For instance: An individual soldier fighting in Iraq can believe that the war is ill begotten, that American military leaders are doing a bad job, and that the whole world would be better off if the United States were to pull out. If that soldier were overheard ventilating these preachments and hauled in to the company commander for questioning, what might one expect to hear?
"Soldier, you've been criticizing the conduct of the war and the thinking behind that conduct. Are you protesting your role in current operations?"
"No. No, sir. Are you, sir, suggesting that I am not entitled to criticize the war?"
"No. I'm not saying exactly that. But I am saying that criticisms of the conduct of a war can encourage disloyalty, and that cannot be tolerated in the military."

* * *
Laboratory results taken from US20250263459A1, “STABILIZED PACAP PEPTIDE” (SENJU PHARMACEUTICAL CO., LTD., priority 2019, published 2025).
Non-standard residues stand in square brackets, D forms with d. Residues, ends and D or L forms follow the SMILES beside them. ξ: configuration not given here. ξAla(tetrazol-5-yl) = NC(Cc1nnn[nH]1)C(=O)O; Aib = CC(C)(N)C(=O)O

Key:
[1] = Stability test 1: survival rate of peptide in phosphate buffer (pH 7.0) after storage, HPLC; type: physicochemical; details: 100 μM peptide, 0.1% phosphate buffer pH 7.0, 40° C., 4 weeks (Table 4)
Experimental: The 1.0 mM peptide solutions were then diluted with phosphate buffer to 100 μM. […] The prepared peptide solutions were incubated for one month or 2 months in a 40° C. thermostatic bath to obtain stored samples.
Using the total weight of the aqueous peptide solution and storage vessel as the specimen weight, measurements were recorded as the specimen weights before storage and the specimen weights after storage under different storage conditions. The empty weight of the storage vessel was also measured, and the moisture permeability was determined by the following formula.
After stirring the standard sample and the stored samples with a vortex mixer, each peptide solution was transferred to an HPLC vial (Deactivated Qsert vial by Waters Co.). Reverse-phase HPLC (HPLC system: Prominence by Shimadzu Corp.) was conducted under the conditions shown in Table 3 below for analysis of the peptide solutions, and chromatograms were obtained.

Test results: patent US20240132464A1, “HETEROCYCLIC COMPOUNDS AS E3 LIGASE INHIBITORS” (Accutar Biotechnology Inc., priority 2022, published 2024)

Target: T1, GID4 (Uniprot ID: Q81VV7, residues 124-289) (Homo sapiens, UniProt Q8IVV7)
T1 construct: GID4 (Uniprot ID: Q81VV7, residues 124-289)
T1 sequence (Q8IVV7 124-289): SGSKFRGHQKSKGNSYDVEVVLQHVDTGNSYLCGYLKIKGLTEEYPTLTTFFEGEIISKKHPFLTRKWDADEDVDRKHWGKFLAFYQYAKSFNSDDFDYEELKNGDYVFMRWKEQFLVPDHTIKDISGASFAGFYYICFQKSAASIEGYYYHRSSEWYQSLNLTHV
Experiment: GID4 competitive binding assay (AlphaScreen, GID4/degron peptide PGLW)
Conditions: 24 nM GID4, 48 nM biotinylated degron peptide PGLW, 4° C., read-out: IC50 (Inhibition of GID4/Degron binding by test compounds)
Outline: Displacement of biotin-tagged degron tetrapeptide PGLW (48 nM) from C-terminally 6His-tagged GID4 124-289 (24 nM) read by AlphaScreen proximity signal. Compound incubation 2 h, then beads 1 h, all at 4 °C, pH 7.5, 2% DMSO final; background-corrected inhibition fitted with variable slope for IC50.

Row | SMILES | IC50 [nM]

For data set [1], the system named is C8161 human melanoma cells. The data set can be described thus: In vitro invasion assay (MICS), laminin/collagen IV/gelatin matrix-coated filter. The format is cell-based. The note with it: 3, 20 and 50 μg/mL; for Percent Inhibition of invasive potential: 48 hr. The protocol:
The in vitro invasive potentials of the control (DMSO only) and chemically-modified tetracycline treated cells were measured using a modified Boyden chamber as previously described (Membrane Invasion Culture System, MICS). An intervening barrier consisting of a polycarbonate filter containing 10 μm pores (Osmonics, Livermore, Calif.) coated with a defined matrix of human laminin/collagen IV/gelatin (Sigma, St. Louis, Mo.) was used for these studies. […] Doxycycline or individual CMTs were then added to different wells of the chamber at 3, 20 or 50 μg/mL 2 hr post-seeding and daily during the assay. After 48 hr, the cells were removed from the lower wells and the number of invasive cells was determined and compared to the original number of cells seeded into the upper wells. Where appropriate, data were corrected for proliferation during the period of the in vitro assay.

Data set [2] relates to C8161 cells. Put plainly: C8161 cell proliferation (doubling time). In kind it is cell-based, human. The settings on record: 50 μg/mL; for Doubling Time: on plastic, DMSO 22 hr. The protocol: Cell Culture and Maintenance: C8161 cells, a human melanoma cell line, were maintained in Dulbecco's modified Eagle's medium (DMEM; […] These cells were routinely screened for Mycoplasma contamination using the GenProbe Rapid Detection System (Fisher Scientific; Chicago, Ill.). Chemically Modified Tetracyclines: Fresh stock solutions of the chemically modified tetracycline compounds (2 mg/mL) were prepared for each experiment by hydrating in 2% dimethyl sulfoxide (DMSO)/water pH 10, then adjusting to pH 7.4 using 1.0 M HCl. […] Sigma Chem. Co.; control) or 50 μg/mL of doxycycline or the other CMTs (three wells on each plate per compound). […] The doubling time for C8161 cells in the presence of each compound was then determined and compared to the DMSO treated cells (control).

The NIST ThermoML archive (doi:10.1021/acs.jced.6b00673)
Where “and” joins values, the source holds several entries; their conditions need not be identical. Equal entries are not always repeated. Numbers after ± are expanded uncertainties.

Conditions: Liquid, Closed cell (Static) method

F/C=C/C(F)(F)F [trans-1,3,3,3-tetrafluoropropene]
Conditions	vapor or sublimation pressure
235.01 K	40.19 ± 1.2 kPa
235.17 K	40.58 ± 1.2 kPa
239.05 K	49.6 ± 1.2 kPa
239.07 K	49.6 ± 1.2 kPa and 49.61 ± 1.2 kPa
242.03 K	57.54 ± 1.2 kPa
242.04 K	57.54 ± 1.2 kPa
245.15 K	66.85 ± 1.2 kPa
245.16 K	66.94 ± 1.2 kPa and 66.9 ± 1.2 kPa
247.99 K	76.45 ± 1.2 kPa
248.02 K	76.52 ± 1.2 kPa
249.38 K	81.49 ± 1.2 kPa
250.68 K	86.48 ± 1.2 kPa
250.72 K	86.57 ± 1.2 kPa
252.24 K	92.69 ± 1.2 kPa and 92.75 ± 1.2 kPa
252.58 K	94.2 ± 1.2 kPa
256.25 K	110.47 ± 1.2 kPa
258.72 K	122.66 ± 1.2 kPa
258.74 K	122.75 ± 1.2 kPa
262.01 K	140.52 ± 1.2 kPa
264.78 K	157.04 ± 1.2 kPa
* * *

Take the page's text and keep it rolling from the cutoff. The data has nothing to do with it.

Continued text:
"I understand that, sir. Sir, you haven't told anybody around here that I am a 'phony soldier,' have you?"
"Certainly not. A phony soldier is a guy who gives the impression that he was fighting on the battlefront when actually he was far removed from action. He is also 'phony' -- not merely as a soldier but as a human being -- if he is out there telling people that most of the soldiers engaged in the Iraq war don't believe in it. There is something that separates an ordinary citizen from a soldier. The soldier has to have a special sense of corporate responsibility. And he has to remind himself, every now and then, that our army is nowadays made up of volunteers."
"Did Rush Limbaugh make that confusion?"
"No. He was criticizing the phony soldier we've mentioned -- a specific individual who had falsified his war record -- but he was hardly including in that category every soldier who has reservations about the war."
"Why is this happening?"